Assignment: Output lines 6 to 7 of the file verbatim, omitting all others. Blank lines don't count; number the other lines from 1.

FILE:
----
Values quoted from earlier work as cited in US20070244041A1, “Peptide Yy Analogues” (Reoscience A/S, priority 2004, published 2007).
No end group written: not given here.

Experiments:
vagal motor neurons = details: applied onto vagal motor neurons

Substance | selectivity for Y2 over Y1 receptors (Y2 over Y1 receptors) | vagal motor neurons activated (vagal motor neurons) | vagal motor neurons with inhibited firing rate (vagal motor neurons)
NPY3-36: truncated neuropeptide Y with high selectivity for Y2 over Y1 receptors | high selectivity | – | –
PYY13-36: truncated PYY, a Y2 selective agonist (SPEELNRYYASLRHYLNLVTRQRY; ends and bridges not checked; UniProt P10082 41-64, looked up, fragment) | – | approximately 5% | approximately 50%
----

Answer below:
NPY3-36: truncated neuropeptide Y with high selectivity for Y2 over Y1 receptors | high selectivity | – | –
PYY13-36: truncated PYY, a Y2 selective agonist (SPEELNRYYASLRHYLNLVTRQRY; ends and bridges not checked; UniProt P10082 41-64, looked up, fragment) | – | approximately 5% | approximately 50%